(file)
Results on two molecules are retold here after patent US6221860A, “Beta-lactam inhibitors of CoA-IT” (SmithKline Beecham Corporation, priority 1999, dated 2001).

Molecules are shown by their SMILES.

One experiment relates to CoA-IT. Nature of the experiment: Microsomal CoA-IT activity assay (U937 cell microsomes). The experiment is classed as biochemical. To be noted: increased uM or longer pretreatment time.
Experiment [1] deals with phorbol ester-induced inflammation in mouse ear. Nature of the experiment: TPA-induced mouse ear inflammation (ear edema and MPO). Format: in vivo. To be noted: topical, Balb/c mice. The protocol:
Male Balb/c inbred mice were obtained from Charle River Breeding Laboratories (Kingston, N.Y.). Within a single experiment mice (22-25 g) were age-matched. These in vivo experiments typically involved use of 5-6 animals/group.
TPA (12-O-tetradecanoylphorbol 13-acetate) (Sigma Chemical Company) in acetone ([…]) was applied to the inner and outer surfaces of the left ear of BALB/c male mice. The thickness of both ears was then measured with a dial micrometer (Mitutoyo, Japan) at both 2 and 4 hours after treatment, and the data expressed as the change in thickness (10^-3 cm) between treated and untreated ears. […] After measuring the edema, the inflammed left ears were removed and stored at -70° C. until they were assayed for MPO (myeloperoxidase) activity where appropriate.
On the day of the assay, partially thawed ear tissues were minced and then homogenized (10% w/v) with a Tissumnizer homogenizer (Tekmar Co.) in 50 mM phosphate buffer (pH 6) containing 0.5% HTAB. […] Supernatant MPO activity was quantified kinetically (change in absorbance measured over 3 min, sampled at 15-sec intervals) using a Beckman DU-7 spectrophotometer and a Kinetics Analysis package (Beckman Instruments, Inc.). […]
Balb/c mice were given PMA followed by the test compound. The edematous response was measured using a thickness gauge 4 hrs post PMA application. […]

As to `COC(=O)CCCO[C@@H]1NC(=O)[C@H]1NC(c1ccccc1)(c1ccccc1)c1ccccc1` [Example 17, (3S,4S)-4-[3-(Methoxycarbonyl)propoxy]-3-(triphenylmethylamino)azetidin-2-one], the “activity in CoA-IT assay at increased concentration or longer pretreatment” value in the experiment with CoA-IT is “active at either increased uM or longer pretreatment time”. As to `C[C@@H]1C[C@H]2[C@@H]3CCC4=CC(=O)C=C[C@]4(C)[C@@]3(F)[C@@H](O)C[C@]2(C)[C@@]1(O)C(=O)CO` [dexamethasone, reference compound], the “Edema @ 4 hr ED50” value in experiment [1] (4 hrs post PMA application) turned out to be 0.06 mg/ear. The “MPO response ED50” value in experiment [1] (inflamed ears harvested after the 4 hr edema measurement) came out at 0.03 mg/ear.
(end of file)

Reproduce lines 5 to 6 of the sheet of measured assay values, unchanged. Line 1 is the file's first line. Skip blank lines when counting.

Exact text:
Male Balb/c inbred mice were obtained from Charle River Breeding Laboratories (Kingston, N.Y.). Within a single experiment mice (22-25 g) were age-matched. These in vivo experiments typically involved use of 5-6 animals/group.
TPA (12-O-tetradecanoylphorbol 13-acetate) (Sigma Chemical Company) in acetone ([…]) was applied to the inner and outer surfaces of the left ear of BALB/c male mice. The thickness of both ears was then measured with a dial micrometer (Mitutoyo, Japan) at both 2 and 4 hours after treatment, and the data expressed as the change in thickness (10^-3 cm) between treated and untreated ears. […] After measuring the edema, the inflammed left ears were removed and stored at -70° C. until they were assayed for MPO (myeloperoxidase) activity where appropriate.